Wednesday, April 18, 2012

Plugging the Biomass Hole: DOD Opportunities in the SE

Chad Lowe in SF Sentinel
Just finished up at the at the International Biomass Conference and Expo in Denver.  Over a thousand participants and dozens of companies were on hand to learn about and display the latest in biomass/biogas technologies and techniques.  I had the high honor and priviledge of keynoting the event, but more importantly, I got to learn a lot about a grossly underutilized, non intermittent, renewable source of energy.  While most of DOD's energy efforts have been in the southwest where the sun shines in low humidity and the wind doth blow, the southeast has not recieved the same attention.  At the base level commanders have been working hard to meet mandates and requirements, but the tools available to their brethern in the west have not served them as well.  Time to think biomass!

Although the conference was generally upbeat, various biomass trade organizations took to the stage to lament the inaction in Washington, D.C. that has resulted in the lapsing of investment tax credits and production tax credits that have served to level the playing field.  Now before you start slinging your "government shouldn't pick winners" stones, let's reflect on other fledgling industries for whom those same credits are not expiring entities but matters of fixed law (think coal and oil).  If you are a small business owner who has sat across from banks and investors who were reluctant to invest because, "we just don't know what the government is going to do" then you may feel free to engage on the topic.  If you are in the coal or oil industry, I will drop mine when you drop yours.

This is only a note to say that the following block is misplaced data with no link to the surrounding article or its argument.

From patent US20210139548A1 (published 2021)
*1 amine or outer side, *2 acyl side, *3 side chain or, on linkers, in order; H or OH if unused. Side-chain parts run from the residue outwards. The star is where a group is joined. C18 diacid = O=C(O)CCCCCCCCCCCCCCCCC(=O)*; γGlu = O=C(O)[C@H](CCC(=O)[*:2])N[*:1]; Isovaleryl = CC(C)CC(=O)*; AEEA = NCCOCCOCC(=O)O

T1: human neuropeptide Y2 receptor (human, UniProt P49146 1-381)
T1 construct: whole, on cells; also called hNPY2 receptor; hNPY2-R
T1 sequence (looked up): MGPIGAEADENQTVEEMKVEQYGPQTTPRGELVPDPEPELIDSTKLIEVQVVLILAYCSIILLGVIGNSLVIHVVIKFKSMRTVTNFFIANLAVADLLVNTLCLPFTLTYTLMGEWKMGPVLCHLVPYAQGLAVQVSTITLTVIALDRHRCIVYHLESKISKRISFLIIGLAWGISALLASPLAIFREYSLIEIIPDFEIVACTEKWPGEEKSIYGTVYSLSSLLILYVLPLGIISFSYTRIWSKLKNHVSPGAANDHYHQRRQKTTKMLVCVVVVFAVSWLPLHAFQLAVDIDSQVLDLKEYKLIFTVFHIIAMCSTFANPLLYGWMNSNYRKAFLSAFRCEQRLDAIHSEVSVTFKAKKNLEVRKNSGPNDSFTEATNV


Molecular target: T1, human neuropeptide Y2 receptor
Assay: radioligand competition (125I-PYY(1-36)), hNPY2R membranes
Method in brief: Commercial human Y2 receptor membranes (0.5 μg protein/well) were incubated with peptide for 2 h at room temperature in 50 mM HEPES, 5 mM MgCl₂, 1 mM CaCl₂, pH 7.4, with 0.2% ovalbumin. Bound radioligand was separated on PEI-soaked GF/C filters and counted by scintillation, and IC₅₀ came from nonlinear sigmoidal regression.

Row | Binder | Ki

The inactivity of our government to set energy policy or even act to preserve American industries and jobs is somewhat balanced by DOD's very agressive posture in energy.  Some of my closest friends,  who I respect immensly, have taken me to task regarding this point. "DOD is not in the green energy business" they say.  I agree.  They are in the mission accomplishment business.  That mission is to deter agression and, if that fails, fight and win our Nation's wars.  If oil cannot be used as an economic weapon against us, that is a form of detering agression.  If bases can access locally fueled energy sources which operate regardless of the public grid status, then the reach back capability so vital to our current way of waging war is perserved.  I would love it if Exxon or other "energy" folks were creating demand for biofuels; but they are not.  If DOD creates the demand, it is not just a "greenie" thing but a strategic effort to counter our dependence on a commodity we don't control (or set the price for, Newt).  By the same token, only grid tied, but independent energy for bases is true energy security.  It ain't a green thing; its a national security thing.  Dan Nolan


Paul Baker said...

"If oil cannot be used as an economic weapon against us, that is a form of deterring aggression." You make a strong case with that statement that the Keystone Pipeline approval would be consistent with the goals of the DoD, as it would reduce our oil dependence from nations that have proven in the past to use oil as a weapon against us. Unfortunately, since the goal is really a Green subsidy with a thin veneer of defense policy, this will not occur.

Anonymous said...

"From our cellulose waste products on the farm such as straw, corn-stalks, corn cobs and all similar sorts of material we throw away, we can get, by present known methods, enough alcohol to run our automotive equipment in the United States"

ceser john said...

Biomass energy comes from the biological matter and residues of plants or animals either living or recently living organisms, which can be used for energy generation. I ma very happy to find this type of blog.
biogas e biomasse